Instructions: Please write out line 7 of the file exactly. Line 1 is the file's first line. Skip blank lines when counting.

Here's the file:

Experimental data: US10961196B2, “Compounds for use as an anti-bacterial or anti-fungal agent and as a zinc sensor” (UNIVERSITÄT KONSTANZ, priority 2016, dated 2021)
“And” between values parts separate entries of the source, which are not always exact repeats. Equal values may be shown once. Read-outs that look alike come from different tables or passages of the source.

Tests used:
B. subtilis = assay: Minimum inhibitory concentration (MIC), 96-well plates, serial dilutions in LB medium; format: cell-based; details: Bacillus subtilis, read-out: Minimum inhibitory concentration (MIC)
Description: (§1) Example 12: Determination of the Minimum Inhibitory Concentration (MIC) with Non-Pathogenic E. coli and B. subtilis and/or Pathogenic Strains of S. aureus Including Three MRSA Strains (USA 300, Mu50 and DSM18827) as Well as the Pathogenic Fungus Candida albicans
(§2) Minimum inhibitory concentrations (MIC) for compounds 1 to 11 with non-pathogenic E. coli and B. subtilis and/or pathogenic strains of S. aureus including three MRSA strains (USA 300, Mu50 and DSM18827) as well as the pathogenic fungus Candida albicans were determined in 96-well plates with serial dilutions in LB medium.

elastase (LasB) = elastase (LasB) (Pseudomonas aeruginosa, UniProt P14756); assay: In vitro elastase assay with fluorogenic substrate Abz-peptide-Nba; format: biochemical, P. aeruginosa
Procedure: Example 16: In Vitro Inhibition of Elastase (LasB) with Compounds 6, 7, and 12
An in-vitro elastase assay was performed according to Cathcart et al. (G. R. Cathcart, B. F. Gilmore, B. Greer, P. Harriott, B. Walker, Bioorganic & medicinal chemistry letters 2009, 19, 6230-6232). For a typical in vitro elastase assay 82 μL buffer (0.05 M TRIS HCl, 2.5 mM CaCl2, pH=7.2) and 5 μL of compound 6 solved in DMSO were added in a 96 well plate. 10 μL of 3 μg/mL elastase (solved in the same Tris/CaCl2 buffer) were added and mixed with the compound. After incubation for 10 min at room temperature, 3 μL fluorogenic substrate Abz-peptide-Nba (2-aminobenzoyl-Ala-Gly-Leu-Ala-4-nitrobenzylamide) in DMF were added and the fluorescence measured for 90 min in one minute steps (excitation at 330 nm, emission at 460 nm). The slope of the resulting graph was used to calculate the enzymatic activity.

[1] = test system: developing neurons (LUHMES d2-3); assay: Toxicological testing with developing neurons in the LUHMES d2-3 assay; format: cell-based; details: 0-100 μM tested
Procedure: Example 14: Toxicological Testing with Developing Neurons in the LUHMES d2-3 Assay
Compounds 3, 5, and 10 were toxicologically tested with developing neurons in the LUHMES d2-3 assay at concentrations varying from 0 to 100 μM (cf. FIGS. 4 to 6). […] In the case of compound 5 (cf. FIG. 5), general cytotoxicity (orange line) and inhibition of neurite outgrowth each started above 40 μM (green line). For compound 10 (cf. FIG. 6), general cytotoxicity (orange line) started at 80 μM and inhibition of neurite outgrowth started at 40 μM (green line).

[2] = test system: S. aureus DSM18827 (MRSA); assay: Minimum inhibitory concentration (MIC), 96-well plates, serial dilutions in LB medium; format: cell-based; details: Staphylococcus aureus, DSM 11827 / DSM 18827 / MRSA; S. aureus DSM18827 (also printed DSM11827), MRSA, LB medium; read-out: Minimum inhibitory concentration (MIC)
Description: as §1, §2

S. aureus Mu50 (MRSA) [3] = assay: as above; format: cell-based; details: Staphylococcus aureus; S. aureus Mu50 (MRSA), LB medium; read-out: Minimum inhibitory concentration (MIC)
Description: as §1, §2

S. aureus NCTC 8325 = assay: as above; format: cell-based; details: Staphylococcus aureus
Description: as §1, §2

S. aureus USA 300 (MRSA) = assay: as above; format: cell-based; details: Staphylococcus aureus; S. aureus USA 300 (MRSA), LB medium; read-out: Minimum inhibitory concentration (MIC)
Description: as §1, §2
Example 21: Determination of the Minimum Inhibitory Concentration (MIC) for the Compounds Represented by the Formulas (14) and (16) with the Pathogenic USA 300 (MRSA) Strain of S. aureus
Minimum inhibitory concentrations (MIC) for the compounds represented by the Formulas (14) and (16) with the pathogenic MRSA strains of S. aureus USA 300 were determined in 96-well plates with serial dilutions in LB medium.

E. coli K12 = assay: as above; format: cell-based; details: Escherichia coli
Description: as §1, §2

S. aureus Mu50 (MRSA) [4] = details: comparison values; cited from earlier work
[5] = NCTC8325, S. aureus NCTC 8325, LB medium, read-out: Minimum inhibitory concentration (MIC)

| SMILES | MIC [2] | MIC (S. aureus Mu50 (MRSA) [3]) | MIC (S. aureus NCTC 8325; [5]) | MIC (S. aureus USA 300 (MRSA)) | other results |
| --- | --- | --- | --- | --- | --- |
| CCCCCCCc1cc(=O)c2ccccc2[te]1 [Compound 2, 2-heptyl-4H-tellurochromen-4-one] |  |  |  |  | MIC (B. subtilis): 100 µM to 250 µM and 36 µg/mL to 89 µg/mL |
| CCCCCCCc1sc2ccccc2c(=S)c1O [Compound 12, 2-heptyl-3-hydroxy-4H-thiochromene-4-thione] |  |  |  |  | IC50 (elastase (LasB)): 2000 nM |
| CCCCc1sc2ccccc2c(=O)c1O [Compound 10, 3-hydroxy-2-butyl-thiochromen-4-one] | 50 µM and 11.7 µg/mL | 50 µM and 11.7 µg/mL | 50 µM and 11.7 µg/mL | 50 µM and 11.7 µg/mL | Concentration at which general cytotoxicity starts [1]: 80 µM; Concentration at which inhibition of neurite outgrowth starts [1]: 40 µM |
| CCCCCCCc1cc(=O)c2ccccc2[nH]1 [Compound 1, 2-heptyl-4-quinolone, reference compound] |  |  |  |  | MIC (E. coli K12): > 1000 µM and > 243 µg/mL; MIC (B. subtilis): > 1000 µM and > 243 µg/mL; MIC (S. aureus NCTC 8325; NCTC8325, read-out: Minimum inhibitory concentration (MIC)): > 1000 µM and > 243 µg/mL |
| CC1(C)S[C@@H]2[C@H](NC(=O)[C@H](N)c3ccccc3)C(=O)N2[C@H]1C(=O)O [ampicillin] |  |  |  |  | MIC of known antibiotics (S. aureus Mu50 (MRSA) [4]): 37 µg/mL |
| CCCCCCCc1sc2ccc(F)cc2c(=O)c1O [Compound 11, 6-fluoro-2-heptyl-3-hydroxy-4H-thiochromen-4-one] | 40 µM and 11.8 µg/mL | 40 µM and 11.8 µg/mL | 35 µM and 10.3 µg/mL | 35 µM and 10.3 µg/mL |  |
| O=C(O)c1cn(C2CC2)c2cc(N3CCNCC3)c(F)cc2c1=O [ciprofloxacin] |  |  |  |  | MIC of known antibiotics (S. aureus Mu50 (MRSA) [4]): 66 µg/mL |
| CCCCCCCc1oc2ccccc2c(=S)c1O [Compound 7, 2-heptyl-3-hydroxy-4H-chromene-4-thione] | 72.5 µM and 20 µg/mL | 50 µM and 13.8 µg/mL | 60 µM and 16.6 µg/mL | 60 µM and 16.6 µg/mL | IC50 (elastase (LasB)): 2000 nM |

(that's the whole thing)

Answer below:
elastase (LasB) = elastase (LasB) (Pseudomonas aeruginosa, UniProt P14756); assay: In vitro elastase assay with fluorogenic substrate Abz-peptide-Nba; format: biochemical, P. aeruginosa